Which works in a similar way with social media. So, social media, you think you're projecting an image of yourself, but often people are reading something else entirely different. They see through what you've posted. "There are a little too many exclamation points in that particular post. This person seems deeply unhappy to me." But, yes, absolutely. Part of the machine's appeal is that it's supposed to be opposite of the way that we present ourselves.

Once the characters get an epiphany, they take different routes. Sometimes they lean into it, like, "Yep, that's who I am," and then they'll like commit themselves to that. Then there are people who try to fight their epiphany. It was interesting to see how the theme of self-acceptance and identity developed through the book. You also have the ongoing questions of the origin of the machine, is Adam reading people and choosing the epiphanies, or is the machine somehow mystical.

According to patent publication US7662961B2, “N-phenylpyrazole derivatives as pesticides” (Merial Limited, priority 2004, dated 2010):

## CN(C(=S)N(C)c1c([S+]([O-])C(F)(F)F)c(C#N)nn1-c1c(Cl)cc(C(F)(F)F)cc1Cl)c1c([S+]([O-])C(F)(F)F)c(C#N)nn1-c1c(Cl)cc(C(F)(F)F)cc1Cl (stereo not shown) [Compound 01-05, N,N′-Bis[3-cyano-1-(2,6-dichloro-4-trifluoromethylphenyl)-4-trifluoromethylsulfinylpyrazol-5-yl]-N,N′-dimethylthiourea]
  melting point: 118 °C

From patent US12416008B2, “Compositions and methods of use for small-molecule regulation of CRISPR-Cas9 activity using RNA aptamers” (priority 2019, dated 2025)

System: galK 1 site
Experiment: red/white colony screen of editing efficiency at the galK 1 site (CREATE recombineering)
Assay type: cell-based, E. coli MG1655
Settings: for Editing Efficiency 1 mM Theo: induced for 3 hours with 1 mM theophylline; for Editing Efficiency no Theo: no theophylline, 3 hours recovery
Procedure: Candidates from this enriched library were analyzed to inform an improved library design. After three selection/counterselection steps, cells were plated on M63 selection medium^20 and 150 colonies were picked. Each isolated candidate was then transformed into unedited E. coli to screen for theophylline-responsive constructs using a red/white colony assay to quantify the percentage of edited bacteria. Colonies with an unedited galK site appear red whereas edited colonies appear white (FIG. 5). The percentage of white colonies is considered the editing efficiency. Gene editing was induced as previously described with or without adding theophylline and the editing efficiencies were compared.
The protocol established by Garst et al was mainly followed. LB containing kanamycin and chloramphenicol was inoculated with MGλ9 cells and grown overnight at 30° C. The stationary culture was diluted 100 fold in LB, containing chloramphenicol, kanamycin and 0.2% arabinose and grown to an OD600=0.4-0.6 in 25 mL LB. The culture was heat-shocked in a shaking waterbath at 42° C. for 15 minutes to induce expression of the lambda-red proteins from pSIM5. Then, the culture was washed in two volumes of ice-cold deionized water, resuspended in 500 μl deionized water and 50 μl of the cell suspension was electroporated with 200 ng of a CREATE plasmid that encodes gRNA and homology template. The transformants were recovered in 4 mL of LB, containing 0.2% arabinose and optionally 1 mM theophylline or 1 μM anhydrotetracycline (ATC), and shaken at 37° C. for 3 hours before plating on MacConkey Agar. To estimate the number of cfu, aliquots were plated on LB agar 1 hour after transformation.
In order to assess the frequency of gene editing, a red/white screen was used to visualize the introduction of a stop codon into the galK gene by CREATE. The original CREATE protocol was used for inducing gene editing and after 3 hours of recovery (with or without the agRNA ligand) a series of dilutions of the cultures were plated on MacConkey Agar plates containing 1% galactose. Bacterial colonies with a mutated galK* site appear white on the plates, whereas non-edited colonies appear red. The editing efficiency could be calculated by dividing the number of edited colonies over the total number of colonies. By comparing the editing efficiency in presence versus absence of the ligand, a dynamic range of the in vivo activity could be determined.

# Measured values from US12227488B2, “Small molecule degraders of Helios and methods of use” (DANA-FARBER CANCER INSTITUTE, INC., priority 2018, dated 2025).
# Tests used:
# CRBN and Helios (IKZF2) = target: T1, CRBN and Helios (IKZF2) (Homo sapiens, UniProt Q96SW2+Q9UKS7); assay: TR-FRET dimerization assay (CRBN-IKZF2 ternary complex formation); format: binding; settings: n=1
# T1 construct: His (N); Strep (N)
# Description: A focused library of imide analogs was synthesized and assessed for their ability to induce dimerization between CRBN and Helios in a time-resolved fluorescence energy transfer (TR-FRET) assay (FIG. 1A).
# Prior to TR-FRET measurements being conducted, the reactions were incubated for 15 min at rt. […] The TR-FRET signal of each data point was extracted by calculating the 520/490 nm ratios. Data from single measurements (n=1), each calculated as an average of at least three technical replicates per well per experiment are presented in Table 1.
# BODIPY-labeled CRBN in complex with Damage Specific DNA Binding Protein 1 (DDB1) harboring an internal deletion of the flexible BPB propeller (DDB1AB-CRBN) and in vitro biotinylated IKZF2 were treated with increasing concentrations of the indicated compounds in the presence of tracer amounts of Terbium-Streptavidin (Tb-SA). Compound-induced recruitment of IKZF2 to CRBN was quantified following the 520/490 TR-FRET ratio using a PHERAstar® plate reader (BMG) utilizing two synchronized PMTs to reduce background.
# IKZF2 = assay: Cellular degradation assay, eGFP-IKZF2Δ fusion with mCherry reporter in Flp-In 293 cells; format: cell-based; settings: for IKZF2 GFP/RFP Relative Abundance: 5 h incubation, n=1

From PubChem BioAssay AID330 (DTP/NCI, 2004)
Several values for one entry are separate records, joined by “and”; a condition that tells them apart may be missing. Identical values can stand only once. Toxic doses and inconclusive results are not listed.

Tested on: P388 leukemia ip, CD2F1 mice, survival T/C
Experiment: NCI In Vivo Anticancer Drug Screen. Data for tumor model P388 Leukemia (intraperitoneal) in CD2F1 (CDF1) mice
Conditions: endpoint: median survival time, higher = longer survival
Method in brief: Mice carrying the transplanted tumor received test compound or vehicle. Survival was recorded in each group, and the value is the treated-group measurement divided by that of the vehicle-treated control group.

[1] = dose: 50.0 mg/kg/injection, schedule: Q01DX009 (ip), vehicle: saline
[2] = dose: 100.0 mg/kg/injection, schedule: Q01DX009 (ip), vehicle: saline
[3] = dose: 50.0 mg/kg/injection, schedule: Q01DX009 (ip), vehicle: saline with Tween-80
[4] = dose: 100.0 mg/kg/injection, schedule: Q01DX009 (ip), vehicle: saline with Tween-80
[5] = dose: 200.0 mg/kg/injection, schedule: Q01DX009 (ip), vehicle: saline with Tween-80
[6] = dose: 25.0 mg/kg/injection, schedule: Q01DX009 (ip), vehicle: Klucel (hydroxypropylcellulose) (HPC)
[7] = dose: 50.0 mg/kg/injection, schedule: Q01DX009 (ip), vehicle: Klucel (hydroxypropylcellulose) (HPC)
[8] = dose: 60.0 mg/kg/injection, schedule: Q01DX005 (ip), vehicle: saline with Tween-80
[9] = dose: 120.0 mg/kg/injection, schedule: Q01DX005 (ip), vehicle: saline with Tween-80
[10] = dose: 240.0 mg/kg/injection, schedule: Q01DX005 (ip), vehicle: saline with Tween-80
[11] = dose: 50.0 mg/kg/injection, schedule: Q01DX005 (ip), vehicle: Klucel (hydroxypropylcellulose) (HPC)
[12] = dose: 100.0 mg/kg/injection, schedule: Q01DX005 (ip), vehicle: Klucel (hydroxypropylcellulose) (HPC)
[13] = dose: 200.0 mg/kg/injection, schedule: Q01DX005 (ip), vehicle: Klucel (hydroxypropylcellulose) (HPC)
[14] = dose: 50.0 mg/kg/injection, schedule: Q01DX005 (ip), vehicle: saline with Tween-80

Yeah, right. And, to a certain extent, I wonder if the question matters, because if it's Adam ... Adam has a certain kind of insight that itself might be supernatural. What does that mean? Then you have a much larger question as to what we know and how we know it and what role the universe is playing in what we know. So, to say the machine is real or the machine is fake, is almost beside the point.

If you want to take a different view, if you want to say it’s a totally different book depending on whether the machine is real or fake, that's absolutely a valid thing to say as well. As I say, I'm just one reader.